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Top Tips to Help you Overcome Gym Anxiety

Top Tips to Help you Overcome Gym Anxiety

You stride through the doors feeling pumped to work out, but as you head onto the gym floor you see it’s bursting with regulars. The slamming of plates starts to ring in your ears. You begin to sweat. You get that sinking feeling. A feeling many of us know all too well.

Gym anxiety, although most common in newbies, does not discriminate! If you’re anxious about using the equipment, or even being observed or judged, you’re not alone.

The gym can be intimidating to venture into and some of us tend not to stray far from what we already know. 

Check out our top tips to help you overcome gym anxiety below…

What is Gym Anxiety?

Gym anxiety, also known as ‘gymtimidation’, refers to the feeling of unease, nervousness, or apprehension that some people experience when they think about or engage in activities at a gym or fitness centre.

This anxiety can be triggered by various factors, including fear of judgment from others, concerns about body image, uncertainty about how to use equipment, or discomfort in communal spaces like changing rooms.

It’s a common experience for many people, especially those who are new to exercise environments or have specific insecurities or sensitivities related to physical fitness.

Overcoming gym anxiety often involves building confidence, finding supportive environments, and gradually acclimating to the gym setting.

What Triggers Gym Anxiety?

  • Not knowing how to use equipment.
  • Feeling as though you don’t belong.
  • Worrying about how you look.
  • Feeling intimidated by people in great shape.
  • Thinking that people are judging you.

If you’ve ever felt like this, know that you’re not alone. Here are our top tips to overcome the anxiety:

How to Get Over Gym Anxiety

Man on machine in gym

1. Don’t wing it

Pre-planning your workout helps you to avoid aimless walking around which can contribute to feeling out of place. If you know what equipment you need, you can head straight in with a purpose and crack on!

Keeping track of your workouts can also help you ensure that you are progressively overloading your muscles week by week. Progressive overload is the principle of placing increasingly greater demands on the body to strengthen specific muscles and bone mass (1). You can achieve this by upping the weight or completing more reps in your next workout, if you are working towards a goal.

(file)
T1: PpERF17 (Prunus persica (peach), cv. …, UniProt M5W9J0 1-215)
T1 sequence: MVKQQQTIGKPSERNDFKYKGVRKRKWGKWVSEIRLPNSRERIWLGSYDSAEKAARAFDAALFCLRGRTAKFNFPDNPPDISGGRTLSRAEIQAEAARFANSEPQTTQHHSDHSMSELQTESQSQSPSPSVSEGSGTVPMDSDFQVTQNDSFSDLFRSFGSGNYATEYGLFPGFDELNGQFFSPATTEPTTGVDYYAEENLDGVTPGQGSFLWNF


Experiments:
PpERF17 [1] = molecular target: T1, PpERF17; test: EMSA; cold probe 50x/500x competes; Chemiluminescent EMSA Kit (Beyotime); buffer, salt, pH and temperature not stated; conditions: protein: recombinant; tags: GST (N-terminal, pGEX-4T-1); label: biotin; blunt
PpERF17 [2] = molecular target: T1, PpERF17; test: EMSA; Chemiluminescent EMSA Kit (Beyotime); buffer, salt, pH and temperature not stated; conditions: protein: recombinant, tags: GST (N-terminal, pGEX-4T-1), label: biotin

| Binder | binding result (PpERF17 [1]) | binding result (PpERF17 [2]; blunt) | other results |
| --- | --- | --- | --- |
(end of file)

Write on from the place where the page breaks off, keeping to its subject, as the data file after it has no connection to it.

2. Bring a buddy

Social support has a strong influence on physical activity adherence (2). Taking along a friend who has similar goals to yours can help you feel more comfortable, and you can laugh off any embarrassing moments together.

3. Shop around

Find an environment where you feel relaxed and comfortable, so you’ll be more likely to feel motivated to go. It has been found that the way a gym is laid out can facilitate a more positive experience for different gym-goers and influences how they use the space (3).

4. Educate yourself

Make sure to opt for a gym induction when you sign up. This helps to increase confidence as well as a sense of social belonging (4). You could also take a look at the wealth of free online tutorials before you go, so you know exactly how to execute your workout.

Don’t be afraid to ask for help if you’re unsure about anything, PTs know what they’re talking about and will always be happy to help. It is best to ask if you’re hesitant, rather than ending up with an injury!

5. Put on your best tunes

Music can influence mood and motivation, with studies suggesting that the music we choose can directly impact our neurobiology (5). It has also been found that mobile phones can assist in filtering out intimidating stimuli in your environment, so plug in your earphones and get your favourite playlist on (6).

6. Don’t compare yourself to others

Social comparison is natural, as people take notice of where they stand relative to others in their surroundings (7).

Use mindfulness techniques to help be present in the exercise that you are doing, by focusing on cues and engaging the muscles you are training. This will redirect your thoughts away from everyone else and allow you to focus your attention on your form (8). Overall, this technique will minimise social comparison and help reduce any negative self-talk.

7. Build confidence

Studies show that exercise is very effective in lessening anxiety overall (9). Consider going at off-peak times to avoid crowds and allow yourself space to use the equipment you need.